inTeam Associates, LLC v. Heartland Payment Systems, LLC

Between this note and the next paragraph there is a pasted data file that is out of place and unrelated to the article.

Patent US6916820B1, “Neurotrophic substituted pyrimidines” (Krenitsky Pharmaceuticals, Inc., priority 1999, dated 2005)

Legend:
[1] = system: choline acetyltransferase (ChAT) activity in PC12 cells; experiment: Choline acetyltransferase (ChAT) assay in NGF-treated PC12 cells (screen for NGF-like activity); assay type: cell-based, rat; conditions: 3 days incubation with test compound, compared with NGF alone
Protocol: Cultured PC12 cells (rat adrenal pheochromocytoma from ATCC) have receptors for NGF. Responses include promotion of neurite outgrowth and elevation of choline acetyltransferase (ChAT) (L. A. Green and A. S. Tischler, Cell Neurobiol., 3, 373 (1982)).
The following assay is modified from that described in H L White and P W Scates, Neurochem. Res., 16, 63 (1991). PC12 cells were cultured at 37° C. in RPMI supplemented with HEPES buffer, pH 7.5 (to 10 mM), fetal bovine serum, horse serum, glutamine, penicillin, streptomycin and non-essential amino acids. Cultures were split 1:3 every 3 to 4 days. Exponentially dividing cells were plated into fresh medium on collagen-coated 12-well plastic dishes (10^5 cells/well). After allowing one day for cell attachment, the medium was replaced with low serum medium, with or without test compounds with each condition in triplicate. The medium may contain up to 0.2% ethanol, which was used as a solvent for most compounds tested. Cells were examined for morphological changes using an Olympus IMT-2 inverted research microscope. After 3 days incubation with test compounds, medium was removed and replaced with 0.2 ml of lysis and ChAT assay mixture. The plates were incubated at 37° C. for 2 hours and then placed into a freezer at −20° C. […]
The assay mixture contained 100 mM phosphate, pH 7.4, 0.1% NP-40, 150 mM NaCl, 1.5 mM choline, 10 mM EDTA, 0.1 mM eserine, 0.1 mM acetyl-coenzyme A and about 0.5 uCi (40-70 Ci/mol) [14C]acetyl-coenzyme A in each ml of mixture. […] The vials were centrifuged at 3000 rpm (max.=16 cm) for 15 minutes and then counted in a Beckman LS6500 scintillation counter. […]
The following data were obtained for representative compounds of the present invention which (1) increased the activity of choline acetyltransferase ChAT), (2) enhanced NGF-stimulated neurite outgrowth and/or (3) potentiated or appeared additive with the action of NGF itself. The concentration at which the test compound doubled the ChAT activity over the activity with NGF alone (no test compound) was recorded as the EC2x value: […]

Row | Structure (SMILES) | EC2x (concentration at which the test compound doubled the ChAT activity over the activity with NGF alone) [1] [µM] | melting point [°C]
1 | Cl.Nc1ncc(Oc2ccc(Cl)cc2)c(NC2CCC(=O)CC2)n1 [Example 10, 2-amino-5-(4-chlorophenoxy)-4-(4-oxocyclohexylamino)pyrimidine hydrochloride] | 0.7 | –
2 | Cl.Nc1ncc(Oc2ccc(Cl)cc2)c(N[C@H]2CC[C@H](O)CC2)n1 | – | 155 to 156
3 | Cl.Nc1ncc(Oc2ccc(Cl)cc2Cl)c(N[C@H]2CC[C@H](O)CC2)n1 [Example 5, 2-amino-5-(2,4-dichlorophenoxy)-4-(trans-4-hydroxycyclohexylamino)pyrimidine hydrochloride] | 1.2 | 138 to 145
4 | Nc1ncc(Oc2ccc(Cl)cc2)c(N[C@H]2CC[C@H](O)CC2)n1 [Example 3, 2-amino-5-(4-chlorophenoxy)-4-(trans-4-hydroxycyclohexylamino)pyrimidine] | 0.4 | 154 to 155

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IN THE COURT OF CHANCERY OF THE STATE OF DELAWARE INTEAM ASSOCIATES, LLC, a Delaware limited liability company, as successor-in-interest to SL-TECH TECHNOLOGIES, INC., a Delaware corporation, ) ) ) ) ) ) ) Plaintiff, ) ) v. ) HEARTLAND PAYMENT SYSTEMS, ) ) LLC, ) ) Defendant. HEARTLAND PAYMENT SYSTEMS, ) ) LLC, ) ) Counterclaim Plaintiff, ) ) v. ) LAWRENCE GOODMAN, III and ) ) INTEAM ASSOCIATES, LLC, ) ) Counterclaim Defendants. C.A. No. 11523-VCMR ORDER CRAFTING REMEDY FOLLOWING REMAND WHEREAS, on September 30, 2016, this Court issued a post-trial memorandum opinion in the instant case; WHEREAS, on August 17, 2017, the Delaware Supreme Court issued an opinion affirming in part and reversing in part this Court’s opinion; WHEREAS, the Supreme Court “remand[ed] the case to the Court of Chancery to exercise its broad discretion to craft a remedy” consistent with its opinion; NOW, THEREFORE, THE COURT HEREBY FINDS AND ORDERS AS FOLLOWS: 1. I have reviewed the parties’ briefs, supporting submissions, and the applicable law. 2. I detail only the facts necessary to craft a remedy pursuant to the Supreme Court’s instruction. 1 For a full recounting of the events leading up to this case, see Heartland Payment Systems, LLC v. inTEAM Associates, LLC, 171 A.3d 544 (Del. 2017). 3. Heartland Payment Systems, Inc. (“Heartland”) is a credit card payment processor for industries including K-12 schools. Tr. 611-12 (Lawler). Additionally, Heartland produces computer software to manage school meal programs for the K-12 foodservice industry. Id. In September 2011, Heartland 1 Citations to testimony presented at trial are in the form “Tr. # (X)” with “X” representing the name of the speaker. Citations to the transcript of the oral argument on remand are in the form “Oral Arg. Tr. #.” After being identified initially, individuals are referenced herein by their surnames without regard to formal titles such as “Dr.” No disrespect is intended. Joint Trial Exhibits are cited as “JX #.” Facts drawn from the parties’ Joint Pre-Trial Stipulation and Order are cited as “PTO ¶ #.” Unless otherwise indicated, citations to the parties’ briefs are to remand briefs. 2 entered into a purchase agreement (the “Asset Purchase Agreement”) to acquire the assets of School Link Technologies, Inc. (“SL-Tech”), a producer of computer software for food service operations management. JX 25. The Asset Purchase Agreement excluded one division of SL-Tech from the acquisition, a consulting business spun off to create inTEAM Associates, LLC (“inTEAM”). Id. at Ex. A, at A-4; Id. at Ex. M. Lawrence Goodman, III, SL-Tech’s former CEO, became CEO of inTEAM. PTO ¶ III.A.3. 4. The parties executed two additional agreements concurrent with the Asset Purchase Agreement. A co-marketing agreement (the “Co-Marketing Agreement”) granted Heartland and inTEAM the right to market one another’s products. JX 23 § 2.1. Under a consulting agreement (the “Consulting Agreement”), Goodman served as a strategic advisor to Heartland in exchange for a monthly salary. JX 22 ¶¶ 1, 3. The Asset Purchase Agreement, Co-Marketing Agreement, and Consulting Agreement each contain non-compete provisions. The Asset Purchase Agreement states that “[f]or a period of five (5) years from and after the Closing Date, neither [SL-Tech] nor [Goodman] will engage directly or indirectly . . . in providing any Competitive Services or Products or any business that SchoolLink conducts as of the Closing Date in any of the Restricted Territory.” JX 25 § 5(n). The Co-Marketing Agreement states that “inTEAM shall not engage, directly or indirectly, on its own behalf or as a principal or representative of any person, in 3 providing any services or products competitive with the HPS Business.” JX 23 § 9.1.1(B). It also states that “[Heartland] shall not engage, directly or indirectly . . . in providing any services or products competitive with the inTEAM Business . . . .” Id. § 9.1.1. The Consulting Agreement states: [Goodman] shall not directly or indirectly, on behalf of himself or on behalf of any other person, firm or business entity: (i) become an owner of any outstanding capital stock, or a member or partner, of any company, partnership, or entity that engages in Competitive Business within the Restricted Territory; or (ii) perform or provide any services, whether as an employee, owner, consultant or otherwise, to, for or on behalf of any company, partnership, or entity that engages in Competitive Business within the Restricted Territory, if such services are the same or similar in character to the services performed or provided by [Goodman] to Heartland pursuant to this Agreement. JX 22 ¶ 11(a). 5. Despite the multitude of non-compete provisions, each of the parties began taking competitive actions. “inTEAM developed a new software program module . . . with overlapping capabilities with” an SL-Tech software program acquired by Heartland. Heartland, 171 A.3d at 546. “Goodman tried to solicit one of Heartland’s customers. Heartland paired with one of inTEAM’s biggest competitors to submit a bid to provide software to the Texas Department of Agriculture.” Id. 4 6. The parties subsequently brought claims and counterclaims in the Court of Chancery, with inTEAM seeking to enjoin Heartland’s actions and Heartland seeking to enjoin the behavior of inTEAM and Goodman. inTEAM, 2016 WL 5660282, at *1. Following a four-day trial, this Court held that Heartland breached its non-compete obligations under the Co-Marketing Agreement, id. at *17, but that neither inTEAM nor Goodman violated any non-compete provisions. Id. at *14, *23. This Court also held that Goodman violated certain non-solicitation obligations contained in the Consulting Agreement. Id. at *25. This Court enjoined Heartland from engaging in competitive activities from September 30, 2016 to March 21, 2018, id. at *27, and ordered Goodman to disgorge his consulting fees from “July, August, and September 2014, totaling $50,003.01” due to his breach of the non-solicitation obligations contained in the Consulting Agreement. Id. at *28. 7. On appeal, the Supreme Court affirmed that “Heartland breached its contractual obligations by collaborating with an inTEAM competitor, and Goodman breached by soliciting a customer of Heartland.” Heartland, 171 A.3d at 547. Further, the Supreme Court noted that the Court of Chancery “did not abuse its discretion . . . [in the] assessed damages against Goodman.” Id. The Supreme Court, however, “reverse[d] the Court of Chancery’s finding that Goodman and inTEAM did not breach their non-compete obligations under the various agreements,” holding instead that Goodman and inTEAM each breached their non-compete obligations in 5 2012. Id. The Supreme Court “remand[ed] the case to the Court of Chancery to exercise its broad discretion to craft a remedy sufficient to compensate Heartland for Goodman’s and inTEAM’s breaches of the transaction documents.” Id. The Supreme Court also noted that the Court of Chancery may “consider certain affirmative defenses . . . [that were] properly raised and briefed . . . at trial [which] the Court of Chancery did not reach . . . because it found no violation” of the noncompete obligations by inTEAM and Goodman. Id. at 572. 8. On remand, the parties primarily seek injunctive relief to enforce the contractual non-compete provisions against each other. Heartland seeks to (i) vacate the standing injunction against it and (ii) enjoin inTEAM and Goodman from selling competing products. Def.’s Opening Br. 9. inTEAM asks the Court to let the existing injunction against Heartland stand. Pl. & Countercl. Def.’s Answering Br. 39. Both parties raise the affirmative defense of unclean hands. Def.’s Opening Br. 12; Pl. & Countercl. Def.’s Answering Br. 23. I agree and conclude that the doctrine of unclean hands bars either party from receiving the equitable relief of an injunction. See, e.g., Alpha Builders, Inc. v. Sullivan, 2004 WL 2694917, at *2 (Del. Ch. Nov. 5, 2004) (“A request for injunctive relief clearly constitutes equitable relief over which this Court has jurisdiction.”). 9. “[H]e who comes into equity must come with clean hands.” In re Silver Leaf, L.L.C., 2005 WL 2045641, at *11 (Del. Ch. Aug. 18, 2005) (alteration in 6 original) (quoting Bodley v. Jones, 59 A.2d 463, 469 (Del. 1947)). “When one [who] files a bill of complaint seeking to set the judicial machinery in operation and to obtain some remedy has violated conscience or good faith or other equitable principles in his conduct, then the doors of the court of equity should be shut against him.” Id. (alteration in original) (quoting Bodley, 59 A.2d at 469). “[T]he unclean hands doctrine is aimed at providing courts of equity with a shield from the potentially entangling misdeeds of the litigants in any given case.” Id. at *12 (alteration in original) (quoting Merck & Co. v. SmithKline Beecham Pharms. Co., 1999 WL 669354, at *45 (Del. Ch. Aug. 5, 1999)). 10. The Court “has broad discretion in determining whether to apply the doctrine of unclean hands.” SmithKline Beecham Pharm. Co. v. Merck & Co., 766 A.2d 442, 448 (Del. 2000). The Court is “not bound by formula or restrained by any limitation that tends to trammel the free and just exercise of discretion.” Nakahara v. NS 1991 Am. Tr., 718 A.2d 518, 522-23 (Del. Ch. 1998) (quoting Keystone Driller Co. v. Gen. Excavator Co., 290 U.S. 240, 245-46 (1933)). “But the Court’s discretion is not completely unlimited.” McKenna v. Singer, 2017 WL 3500241, at *14 (Del. Ch. July 31, 2017). For the Court to apply the doctrine of unclean hands, the inequitable conduct of the party against whom unclean hands is being applied “must have an ‘immediate and necessary’ relation to the claims under which relief 7 is sought.” Nakahara, 718 A.2d at 523 (citing Kousi v. Sugahara, 1991 WL 248408, at *2 (Del. Ch. Nov. 21, 1991)). 11. Goodman and inTEAM began breaching their respective non-compete obligation in 2012. Heartland, 171 A.3d at 547. Heartland began breaching its noncompete obligations in 2014. Id. at 571. Moreover, the parties each took steps to conceal their respective violations from each other. For instance, in an email from November 11, 2012, an inTEAM nutritional consultant stated that “we can’t be straight up . . . because that would be invading [Heartland’s] territory!” Id. at 568 n.90. inTEAM’s former Chief Operations Officer also wrote an email to the company’s vice president of operations stating “you know [we’re] basically developing a competing product with [Heartland] now,” id. at 554, a view that inTEAM never shared with Heartland. Similarly, “Heartland teamed with Colyar[, a direct competitor to inTEAM,] to provide the same functionality that the Asset Purchase Agreement and the Co-Marketing Agreement reserve[d] for inTEAM” in a bidding process in Texas, inTEAM, 2016 WL 5660282, at *18, but only revealed its actions to inTEAM after losing the bidding process eighteen months later. Heartland, 171 A.3d at 555. 12. Heartland and inTEAM seek equitable relief from the Court in the form of injunctions enforcing non-compete obligations. And “[b]oth parties argue that the other’s claims should be barred by the doctrine of unclean hands.” In re Silver 8 Leaf, 2005 WL 2045641, at *12. Both parties, Heartland and inTEAM, violated their own respective non-compete obligations and went to great lengths to hide the competitive actions from the other side. 2 The inequitable conduct of Heartland and inTEAM has an “‘immediate and necessary’ relation to the claims under which relief is sought.” Nakahara, 718 A.2d at 523 (citing Kousi, 1991 WL 248408, at *2). The Court will not enforce non-compete obligations where the party seeking such injunctive relief surreptitiously violated its own non-compete obligations and instead will avoid the “entangling misdeeds of the litigants.” In re Silver Leaf, 2005 WL 2045641, at *12 (quoting Merck, 1999 WL 669354, at *45). Thus, I vacate the injunction against Heartland, decline to issue a new injunction against Heartland, and decline to enjoin inTEAM or Goodman from their respective behaviors. 13. In addition to injunctive relief, Heartland also seeks monetary damages against Goodman for breach of the Asset Purchase Agreement and Consulting Agreement. The Court of Chancery found, and the Supreme Court affirmed, that Goodman should pay Heartland $50,003.01 as compensation for his breach of certain non-solicitation obligations in the Consulting Agreement. Heartland, 171 A.3d at 571. Now, Heartland asks that the Court order Goodman to pay back “each 2 To the extent my prior opinion stated that inTEAM did not have unclean hands, inTEAM, 2016 WL 5660282, at *23, that ruling relied heavily on my finding that inTEAM did not breach its non-compete obligations. The Supreme Court reversed that finding, and so I must reexamine the argument, as I have done here. 9 and every benefit Goodman received from inTEAM while it was operating as a competitive business . . . [including] Goodman’s wages[,] . . . Goodman’s share of rental income received from leasing commercial property to inTEAM[,] . . . and the tax benefits enjoyed by Goodman from running inTEAM as a tax shelter” for Goodman’s breach of the non-compete provision contained in the Asset Purchase Agreement. Def.’s Opening Br. 14-15. Heartland also seeks an additional $400,000 for Goodman’s breach of the non-compete provision contained in the Consulting Agreement. Id. at 13-14. 14. The Asset Purchase Agreement provides that in the event of a breach by a “Seller or Seller Shareholder[],” the “Seller or Seller Shareholder[] . . . [must] account for and pay over to the Non-Breaching Party all payments, profits, monies, accruals, increments, or other benefits derived or received by Seller or any Seller Shareholder[] . . . as a result of any transaction constituting a breach of any of the restrictive covenants.” JX 25, § 5(q)(ii). Even if the Court were to conclude that Goodman qualifies as a “Seller Shareholder” for the purpose of the Asset Purchase Agreement, Heartland has not established what damages it is owed as a result of Goodman’s breach of the Asset Purchase Agreement’s non-compete provisions. Heartland readily admits that “it’s not possible to apportion damages on a transaction-by-transaction basis.” Oral Arg. Tr. 16. Instead, Heartland argues that “Goodman’s pervasive involvement in the business” means that Goodman should 10 pay back “all benefits that . . . Goodman enjoyed, including the wages he was paid by inTEAM, the rental income he received from leasing commercial property to inTEAM, and the tax benefits that he received as a result of inTEAM’s operating losses.” Id. at 16-17. But the Asset Purchase Agreement explicitly requires damages to be limited to those that “result [from] any transaction constituting a breach of any of the restrictive covenants.” JX 25, § 5(q)(ii). Heartland fails to make any attempt to identify which of these alleged damages, if any, flow from Goodman’s breach of the Asset Purchase Agreement; thus, Heartland has not established that it is contractually entitled to damages under the Asset Purchase Agreement. 15. Regarding money damages under the Consulting Agreement, “in the event of breach [of the Consulting Agreement], Heartland has ‘no obligation to pay [Goodman] any compensation.’” inTEAM, 2016 WL 5660282, at *28 n.322 (quoting JX 22 ¶ 3). On this basis, the Court of Chancery held, and the Supreme Court affirmed, that Goodman must return consulting fees earned from his initial breach of the Consulting Agreement through the end of the Consulting Agreement. Heartland, 171 A.3d at 571-72. In computing damages, the Court of Chancery used July 2014 as the initial date of breach, when Goodman began violating his nonsolicitation obligations, and September 2014 as the final date, when the Consulting Agreement ended. Id. at 571. But the Supreme Court determined that Goodman began breaching his non-compete obligations under the Consulting Agreement in 11 2012. Id. at 572. Heartland offers July 2012 as the start date of that breach. Oral Arg. Tr. 54-55. The Consulting Agreement specified that Goodman was to be paid $16,666.67 per month. JX 22 ¶ 3. Thus, unless an affirmative defense applies, Goodman will owe Heartland for twenty-seven months—July 2012 through September 2014—of consulting fees, equal to $450,000.09. Because I already have ordered Goodman to pay $50,003.01, this would result in an additional award of $399,997.08 in money damages from Goodman to Heartland. 16. The Supreme Court instructed the Court of Chancery to consider Goodman’s affirmative defenses to his breach of his non-compete obligations. Heartland, 171 A.3d at 572. Goodman asserts the affirmative defenses of unclean hands, laches, waiver, acquiescence, and equitable estoppel. Pl. & Countercl. Def.’s Answering Br. 11-26.3 Money damages are legal in nature, and “the ‘unclean hands’ doctrine bars equitable, but not legal, relief.” Lehman Bros. Hldgs. v. Spanish Broad. Sys., Inc., 2014 WL 718430, at *7 n.47 (Del. Ch. Feb. 25, 2014), aff’d, 105 A.3d 989 (Del. 2014); see also In re Estate of Tinley, 2007 WL 2304831, at *1 (Del. Ch. July 19, 2007) (explaining that “a litigant seeking equitable relief who appears 3 At trial, Goodman and inTEAM also argued that Heartland failed to mitigate damages. inTEAM, 2016 WL 5660282, at *13. But Goodman and inTEAM did not raise this defense in the Answering Brief on remand. Pl. & Countercl. Def.’s Answering Br. 11-26. “Issues not briefed are deemed waived.” Emerald P’rs v. Berlin, 726 A.2d 1215, 1224 (Del. 1999) (citing Loudon v. Archer-Daniels-Midland Co., 700 A.2d 135, 140 n.3 (Del. 1997); Murphy v. State, 632 A.2d 1150, 1152 (Del. 1993)). 12 with unclean hands will find that relief barred to her,” but that the doctrine will not bar legal relief.) I decline to apply the equitable defense of unclean hands to bar the legal remedy of money damages expressly mandated by the contractual terms of the Consulting Agreement. 17. In order for the affirmative defenses of laches, waiver, acquiescence, or equitable estoppel to bar Heartland’s claims, Goodman must show that Heartland had knowledge of the underlying breach. See Reid v. Spazio, 970 A.2d 176, 182-83 (Del. 2009) (quoting Homestore, Inc. v. Tafeen, 888 A.2d 204, 210 (Del. 2005)) (“[L]aches generally requires the establishment of three things: first, knowledge by the claimant; second, unreasonable delay in bringing the claim, and third, resulting prejudice to the defendant.”); Roam-Tel P’rs v. AT&T Mobility Wireless Operations Hldgs. Inc., 2010 WL 5276991, at *9 (Del. Ch. Dec. 17, 2010) (quoting Realty Growth Inv’rs v. Council of Unit Owners, 453 A.2d 450, 456 (Del. 1982); (“Waiver is the voluntary and intentional relinquishment of a known right.”); Dirienzo v. Steel P’rs Hldgs. L.P., 2009 WL 4652944, at *7 (Del. Ch. Dec. 8, 2009) (quoting Cantor Fitzgerald, L.P. v. Cantor, 2000 WL 307370, at *24 (Del. Ch. Mar. 13, 2000). (Acquiescence requires that a “complainant has full knowledge of his rights and the material facts.”); Cornerstone Brands, Inc. v. O’Steen, 2006 WL 2788414, at *3, n.14 (Del. Ch. Sept. 20, 2006) (citing Scott-Douglas Corp. v. Greyhound Corp., 304 A.2d 309, 318 (Del. Super. 1973)) (“In order to prevail on an equitable estoppel 13 theory . . . [the party to be estopped must have] knowledge, actual or constructive, of the real facts.”). In the post-trial memorandum opinion, this Court determined that Goodman did not breach his non-compete obligations and that Heartland was aware of Goodman and inTEAM’s development of its software. inTEAM, 2016 WL 5660282, at *23. The Supreme Court, however, concluded that Goodman’s behavior constituted breach of his non-compete obligations and that Goodman and inTEAM took evasive steps to conceal their behavior from Heartland. See Heartland, 171 A.3d at 544, 555, 568 n.90. I read the Supreme Court’s opinion as a reversal of both the conclusion that Goodman did not breach the non-compete and the finding that Heartland had knowledge of Goodman’s and inTEAM’s actions.4 Thus, Goodman’s 4 Heartland points to several documents to support its argument that Goodman and inTEAM concealed their competitive actions from Heartland. Oral Arg. Tr. 19-33; Def.’s Opening Br. 4-6. In its brief, Heartland specifically identifies the email from inTEAM’s Vice President of Operations, Erik Ramp, to Heartland’s Terry Roberts dated June 8, 2012, as evidence that Goodman attempted to assure Roberts that inTEAM was not trying to develop competitive software. Def.’s Opening Br. 4. In the post-trial memorandum opinion, I found that this email, sent eleven days after the federal guidelines became effective, demonstrated Heartland’s knowledge of Goodman and inTEAM’s actions. inTEAM, 2016 WL 5660282, at *23. Although the Supreme Court does not explicitly overrule this point, the only logical conclusion is that it agreed with Heartland that Ramp’s email, along with other evidence presented by Heartland, reflect concealment rather than disclosure. Otherwise, waiver would have been the necessary outcome in the Supreme Court’s opinion. Further, the same logic that led to the Supreme Court’s finding that Heartland would not enter into a $17 million contract only to immediately allow inTEAM to breach, Heartland, 171 A.3d at 564, dictates a finding that Heartland would not allow for an immediate waiver of that breach. 14 affirmative defenses of laches, waiver, acquiescence, and equitable estoppel fail because Heartland lacked knowledge of Goodman’s breaching behavior. 18. For the reasons stated above, I vacate the existing injunction against Heartland, decline to issue new injunctions against Heartland, inTEAM, or Goodman, and order Goodman to pay $399,997.08 in money damages for violating his non-compete obligations. /s/ Tamika Montgomery-Reeves Vice Chancellor Dated: March 29, 2018 15